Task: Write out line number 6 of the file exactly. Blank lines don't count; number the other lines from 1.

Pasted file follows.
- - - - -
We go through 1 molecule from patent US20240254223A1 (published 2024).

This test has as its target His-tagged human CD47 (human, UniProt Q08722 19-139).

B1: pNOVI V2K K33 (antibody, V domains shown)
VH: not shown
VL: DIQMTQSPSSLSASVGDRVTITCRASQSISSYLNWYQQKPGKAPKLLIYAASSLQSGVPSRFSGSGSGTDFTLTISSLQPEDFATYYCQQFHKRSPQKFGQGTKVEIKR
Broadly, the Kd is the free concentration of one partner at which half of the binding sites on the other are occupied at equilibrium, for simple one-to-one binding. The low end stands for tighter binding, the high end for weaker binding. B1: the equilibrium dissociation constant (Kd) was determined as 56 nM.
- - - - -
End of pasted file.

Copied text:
Broadly, the Kd is the free concentration of one partner at which half of the binding sites on the other are occupied at equilibrium, for simple one-to-one binding. The low end stands for tighter binding, the high end for weaker binding. B1: the equilibrium dissociation constant (Kd) was determined as 56 nM.